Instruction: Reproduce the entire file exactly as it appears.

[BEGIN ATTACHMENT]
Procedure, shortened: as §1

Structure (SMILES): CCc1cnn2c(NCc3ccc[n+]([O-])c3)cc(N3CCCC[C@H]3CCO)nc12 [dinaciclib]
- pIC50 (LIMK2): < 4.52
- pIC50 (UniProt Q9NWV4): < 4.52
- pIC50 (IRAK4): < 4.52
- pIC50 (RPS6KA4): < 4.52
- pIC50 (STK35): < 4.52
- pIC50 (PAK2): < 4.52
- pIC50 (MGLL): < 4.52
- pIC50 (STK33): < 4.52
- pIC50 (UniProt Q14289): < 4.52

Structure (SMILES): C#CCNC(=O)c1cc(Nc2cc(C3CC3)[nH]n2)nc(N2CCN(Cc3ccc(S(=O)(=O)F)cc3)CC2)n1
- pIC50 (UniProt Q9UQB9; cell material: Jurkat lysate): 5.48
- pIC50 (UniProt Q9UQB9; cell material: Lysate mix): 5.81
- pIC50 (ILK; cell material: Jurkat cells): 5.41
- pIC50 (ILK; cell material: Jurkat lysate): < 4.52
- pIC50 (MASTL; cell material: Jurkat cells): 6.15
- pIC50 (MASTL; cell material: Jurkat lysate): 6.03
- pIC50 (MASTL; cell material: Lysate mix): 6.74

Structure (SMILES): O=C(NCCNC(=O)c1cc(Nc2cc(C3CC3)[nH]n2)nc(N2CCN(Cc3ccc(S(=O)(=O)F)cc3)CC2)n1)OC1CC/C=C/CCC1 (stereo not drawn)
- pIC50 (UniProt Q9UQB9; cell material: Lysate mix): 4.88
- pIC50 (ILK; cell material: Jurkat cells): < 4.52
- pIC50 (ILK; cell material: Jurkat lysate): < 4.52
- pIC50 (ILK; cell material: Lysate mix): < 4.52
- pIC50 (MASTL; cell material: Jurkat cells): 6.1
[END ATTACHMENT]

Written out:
Procedure, shortened: as §1

Structure (SMILES): CCc1cnn2c(NCc3ccc[n+]([O-])c3)cc(N3CCCC[C@H]3CCO)nc12 [dinaciclib]
- pIC50 (LIMK2): < 4.52
- pIC50 (UniProt Q9NWV4): < 4.52
- pIC50 (IRAK4): < 4.52
- pIC50 (RPS6KA4): < 4.52
- pIC50 (STK35): < 4.52
- pIC50 (PAK2): < 4.52
- pIC50 (MGLL): < 4.52
- pIC50 (STK33): < 4.52
- pIC50 (UniProt Q14289): < 4.52

Structure (SMILES): C#CCNC(=O)c1cc(Nc2cc(C3CC3)[nH]n2)nc(N2CCN(Cc3ccc(S(=O)(=O)F)cc3)CC2)n1
- pIC50 (UniProt Q9UQB9; cell material: Jurkat lysate): 5.48
- pIC50 (UniProt Q9UQB9; cell material: Lysate mix): 5.81
- pIC50 (ILK; cell material: Jurkat cells): 5.41
- pIC50 (ILK; cell material: Jurkat lysate): < 4.52
- pIC50 (MASTL; cell material: Jurkat cells): 6.15
- pIC50 (MASTL; cell material: Jurkat lysate): 6.03
- pIC50 (MASTL; cell material: Lysate mix): 6.74

Structure (SMILES): O=C(NCCNC(=O)c1cc(Nc2cc(C3CC3)[nH]n2)nc(N2CCN(Cc3ccc(S(=O)(=O)F)cc3)CC2)n1)OC1CC/C=C/CCC1 (stereo not drawn)
- pIC50 (UniProt Q9UQB9; cell material: Lysate mix): 4.88
- pIC50 (ILK; cell material: Jurkat cells): < 4.52
- pIC50 (ILK; cell material: Jurkat lysate): < 4.52
- pIC50 (ILK; cell material: Lysate mix): < 4.52
- pIC50 (MASTL; cell material: Jurkat cells): 6.1